Mauritius wants to lose reputation as a tax haven

There is some encouraging news well off the coast of southeast Africa: The government of Mauritius no longer wants the island to be seen as a tax haven and is trying to rebuild its reputation. Can it succeed?

Capital News Africa: From the Trading Floor – Week 43-2022

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Mauritius is a remote island in the Indian ocean just 65 kilometres long and 45 kilometres wide. The next populated island is about 270 kilometres west of it, namely the French island of La Réunion. And from La Réunion, it is another 1000 kilometres to the south-eastern African island of Madagascar.

Although small and remote, Mauritius has emerged as a textbook example of how an island can develop itself economically through trade. The island has emerged as one of Africa’s leading financial centres, having reached agreements with nearly all of the nations on the continent to avoid dual-taxation and to protect investment. In the past, Mauritius was also popular among international investors due both to low taxes and its, shall we say, investor-friendly regulation.

Two years on the EU’s “grey list” of tax havens

Yet precisely because the island – in the West’s opinion – plays loose with legality, Mauritius’ financial centre has suffered. In February of 2020, the European Commission added Mauritius to its “grey list” of tax havens. Moreover, the international Financial Action Task Force (FATF) placed the island under increased scrutiny due to what it called “strategic deficiencies in the Mauritian financial regulation.”

These decisions prompted nearly all US and European banks to leave the island. Only UK banking giant HSBC remains. Private equity funds, large companies and other western investors have since shunned the island as a base of operations. It seems that western investors will have nothing to do with an island that is seen as a tax haven and as a place for allegedly illegal offshore banking. Fortunately for Mauritius, the FATF ended its scrutiny of the island last January. In the meantime, though, Morocco has successfully positioned its economic capital Casablanca as a new financial centre. Further competition comes from Rwanda, whose government promoting that country’s capital of Kigali as another alternative to Mauritius.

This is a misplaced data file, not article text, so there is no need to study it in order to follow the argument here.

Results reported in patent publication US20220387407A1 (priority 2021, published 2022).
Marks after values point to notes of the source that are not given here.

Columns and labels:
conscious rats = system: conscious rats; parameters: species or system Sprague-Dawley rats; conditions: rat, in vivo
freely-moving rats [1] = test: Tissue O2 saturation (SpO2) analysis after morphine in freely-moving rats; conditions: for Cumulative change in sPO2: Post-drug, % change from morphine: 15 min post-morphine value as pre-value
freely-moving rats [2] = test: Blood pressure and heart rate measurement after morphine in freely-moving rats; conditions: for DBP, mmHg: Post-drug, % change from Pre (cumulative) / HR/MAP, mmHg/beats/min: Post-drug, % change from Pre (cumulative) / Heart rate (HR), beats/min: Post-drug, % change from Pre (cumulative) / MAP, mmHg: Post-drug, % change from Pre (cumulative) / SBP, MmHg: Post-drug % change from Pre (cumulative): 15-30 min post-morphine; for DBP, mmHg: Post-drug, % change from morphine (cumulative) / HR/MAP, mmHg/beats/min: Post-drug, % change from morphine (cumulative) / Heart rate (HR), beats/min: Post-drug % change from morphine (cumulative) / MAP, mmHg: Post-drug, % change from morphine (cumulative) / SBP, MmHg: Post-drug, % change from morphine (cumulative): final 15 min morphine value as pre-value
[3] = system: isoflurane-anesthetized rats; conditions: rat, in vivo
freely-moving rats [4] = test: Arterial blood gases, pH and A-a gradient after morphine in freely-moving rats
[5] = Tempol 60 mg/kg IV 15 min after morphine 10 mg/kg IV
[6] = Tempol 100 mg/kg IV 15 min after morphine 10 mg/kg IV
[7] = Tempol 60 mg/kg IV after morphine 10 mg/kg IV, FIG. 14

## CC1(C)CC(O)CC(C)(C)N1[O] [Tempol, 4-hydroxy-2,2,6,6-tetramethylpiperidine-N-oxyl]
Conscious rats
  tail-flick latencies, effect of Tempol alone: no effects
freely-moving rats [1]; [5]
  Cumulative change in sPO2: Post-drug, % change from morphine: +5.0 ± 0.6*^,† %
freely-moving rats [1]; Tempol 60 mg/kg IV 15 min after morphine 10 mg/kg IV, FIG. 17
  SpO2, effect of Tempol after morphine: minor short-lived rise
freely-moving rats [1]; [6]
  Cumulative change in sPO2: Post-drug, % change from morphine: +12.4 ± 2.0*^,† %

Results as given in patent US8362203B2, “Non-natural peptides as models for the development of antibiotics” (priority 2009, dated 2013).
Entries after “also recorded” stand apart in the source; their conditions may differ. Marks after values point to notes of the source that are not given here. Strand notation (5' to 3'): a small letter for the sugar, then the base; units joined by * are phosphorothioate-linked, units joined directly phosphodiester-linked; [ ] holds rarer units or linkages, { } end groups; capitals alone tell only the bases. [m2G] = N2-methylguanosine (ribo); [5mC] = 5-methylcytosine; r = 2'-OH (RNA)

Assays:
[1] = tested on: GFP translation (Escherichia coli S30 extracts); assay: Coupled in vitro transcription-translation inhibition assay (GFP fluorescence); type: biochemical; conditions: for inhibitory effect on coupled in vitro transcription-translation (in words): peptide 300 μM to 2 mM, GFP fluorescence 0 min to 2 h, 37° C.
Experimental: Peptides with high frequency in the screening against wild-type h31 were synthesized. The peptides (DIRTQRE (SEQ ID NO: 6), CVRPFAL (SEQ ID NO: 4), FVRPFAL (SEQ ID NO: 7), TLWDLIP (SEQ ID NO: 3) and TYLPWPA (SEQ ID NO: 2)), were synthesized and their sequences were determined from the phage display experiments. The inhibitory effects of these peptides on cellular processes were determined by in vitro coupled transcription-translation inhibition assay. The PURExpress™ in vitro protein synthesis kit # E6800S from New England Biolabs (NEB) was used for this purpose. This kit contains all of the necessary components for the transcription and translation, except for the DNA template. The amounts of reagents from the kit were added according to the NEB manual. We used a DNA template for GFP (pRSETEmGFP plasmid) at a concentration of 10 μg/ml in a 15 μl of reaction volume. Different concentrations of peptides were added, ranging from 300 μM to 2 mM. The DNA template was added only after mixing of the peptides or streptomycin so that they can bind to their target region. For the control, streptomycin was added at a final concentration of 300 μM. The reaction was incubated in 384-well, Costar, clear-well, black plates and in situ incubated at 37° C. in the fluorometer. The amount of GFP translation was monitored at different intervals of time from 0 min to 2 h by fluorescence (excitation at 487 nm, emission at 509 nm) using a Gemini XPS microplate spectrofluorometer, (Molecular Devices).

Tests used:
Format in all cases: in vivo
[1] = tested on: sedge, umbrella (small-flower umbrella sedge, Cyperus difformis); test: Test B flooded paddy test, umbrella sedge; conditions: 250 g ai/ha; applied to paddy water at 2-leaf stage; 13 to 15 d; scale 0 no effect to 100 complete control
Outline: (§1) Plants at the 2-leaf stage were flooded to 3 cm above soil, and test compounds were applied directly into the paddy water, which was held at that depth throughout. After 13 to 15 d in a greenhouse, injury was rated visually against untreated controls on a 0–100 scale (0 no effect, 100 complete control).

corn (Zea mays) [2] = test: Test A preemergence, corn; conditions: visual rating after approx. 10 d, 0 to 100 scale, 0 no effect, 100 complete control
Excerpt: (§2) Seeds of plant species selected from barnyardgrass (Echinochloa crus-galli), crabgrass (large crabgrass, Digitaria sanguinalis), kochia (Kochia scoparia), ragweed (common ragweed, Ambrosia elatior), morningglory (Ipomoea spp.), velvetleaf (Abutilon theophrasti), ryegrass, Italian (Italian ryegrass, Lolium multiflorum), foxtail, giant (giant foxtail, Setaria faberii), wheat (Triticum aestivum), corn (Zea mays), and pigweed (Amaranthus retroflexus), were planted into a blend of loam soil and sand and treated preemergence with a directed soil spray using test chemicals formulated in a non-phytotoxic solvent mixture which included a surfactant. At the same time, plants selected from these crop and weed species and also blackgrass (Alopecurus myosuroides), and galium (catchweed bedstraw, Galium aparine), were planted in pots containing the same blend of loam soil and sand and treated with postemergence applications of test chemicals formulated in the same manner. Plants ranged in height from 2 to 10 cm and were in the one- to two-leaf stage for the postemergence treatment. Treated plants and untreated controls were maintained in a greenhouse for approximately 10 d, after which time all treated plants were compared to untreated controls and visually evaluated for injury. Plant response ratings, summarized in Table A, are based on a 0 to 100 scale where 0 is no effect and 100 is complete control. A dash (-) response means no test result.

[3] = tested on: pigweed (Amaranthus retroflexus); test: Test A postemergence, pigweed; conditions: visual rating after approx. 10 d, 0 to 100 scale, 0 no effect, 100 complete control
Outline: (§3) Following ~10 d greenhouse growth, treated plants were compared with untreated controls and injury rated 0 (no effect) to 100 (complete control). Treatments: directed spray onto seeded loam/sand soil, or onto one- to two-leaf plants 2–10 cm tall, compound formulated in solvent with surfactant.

Mauritius seeks to improve its reputation

Amid such challenges, Renganaden Padayachy, Mauritius’ minister for finance, economic planning and development, is trying repair the island’s reputation and to modernise its financial centre. An example: In May, the Stock Exchange of Mauritius (SEM) launched a new automated trading system (ATS), which according to a statement, “includes a rich and robust desktop trading front-end for brokers and a high-end my SEM App for investors.”

But Padayachy’s task will be difficult. Although Mauritius has made progress in the fight against money laundering, the reputational risk related to opening a subsidiary in Mauritius is simply too much to bear for many financial institutions and investors.

Big losses among bank and insurance stocks

Mauritius capital market is suffering from the absence of western investors. On the SEM, financials, hotels, and real estate firms are the dominant stocks. Although the exchange’s main index Semdex has held up rather well since January (-2%), the market has become softer recently.

This is particularly the case where financials are concerned. For example, MCB Group (ISIN: MU0424N00005), the holding company of Mauritius Commercial Bank, is down 1% this month. There is even more trouble at Mauritius Union Assurance (MUA) (ISIN: MU0624N00000), the island’s leading insurer. MUA’s share has lost a bruising 15% in the last six months. The share for investment company Ciel (ISIN: MU0177I00025) is also down 14% for the past few months.

Such weakness is not a good omen for Mauritius, as the financial sector accounts for more than 10% of the island’s gross domestic product (GDP). Despite Padayachy’s best efforts, it may take a long time before western financiers return to Mauritius. Therefore, those who want to invest on SEM-traded stocks will not have an easy time as long as the reputation of Mauritius’ financial centre does not improve.